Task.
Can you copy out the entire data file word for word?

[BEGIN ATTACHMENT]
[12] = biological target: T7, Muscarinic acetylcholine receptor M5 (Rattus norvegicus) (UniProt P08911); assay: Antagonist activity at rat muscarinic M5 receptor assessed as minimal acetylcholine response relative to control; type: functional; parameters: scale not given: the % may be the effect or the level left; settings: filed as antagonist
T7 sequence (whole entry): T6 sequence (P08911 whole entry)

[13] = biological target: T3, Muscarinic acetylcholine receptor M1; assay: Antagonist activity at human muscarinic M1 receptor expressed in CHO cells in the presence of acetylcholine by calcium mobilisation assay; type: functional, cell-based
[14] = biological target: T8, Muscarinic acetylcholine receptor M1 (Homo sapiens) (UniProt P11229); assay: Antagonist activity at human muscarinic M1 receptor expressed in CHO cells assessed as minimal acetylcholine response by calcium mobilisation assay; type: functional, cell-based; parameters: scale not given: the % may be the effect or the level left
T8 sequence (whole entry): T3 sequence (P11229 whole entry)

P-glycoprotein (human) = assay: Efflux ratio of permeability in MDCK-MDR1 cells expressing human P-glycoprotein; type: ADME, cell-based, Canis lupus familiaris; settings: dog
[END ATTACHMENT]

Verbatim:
[12] = biological target: T7, Muscarinic acetylcholine receptor M5 (Rattus norvegicus) (UniProt P08911); assay: Antagonist activity at rat muscarinic M5 receptor assessed as minimal acetylcholine response relative to control; type: functional; parameters: scale not given: the % may be the effect or the level left; settings: filed as antagonist
T7 sequence (whole entry): T6 sequence (P08911 whole entry)

[13] = biological target: T3, Muscarinic acetylcholine receptor M1; assay: Antagonist activity at human muscarinic M1 receptor expressed in CHO cells in the presence of acetylcholine by calcium mobilisation assay; type: functional, cell-based
[14] = biological target: T8, Muscarinic acetylcholine receptor M1 (Homo sapiens) (UniProt P11229); assay: Antagonist activity at human muscarinic M1 receptor expressed in CHO cells assessed as minimal acetylcholine response by calcium mobilisation assay; type: functional, cell-based; parameters: scale not given: the % may be the effect or the level left
T8 sequence (whole entry): T3 sequence (P11229 whole entry)

P-glycoprotein (human) = assay: Efflux ratio of permeability in MDCK-MDR1 cells expressing human P-glycoprotein; type: ADME, cell-based, Canis lupus familiaris; settings: dog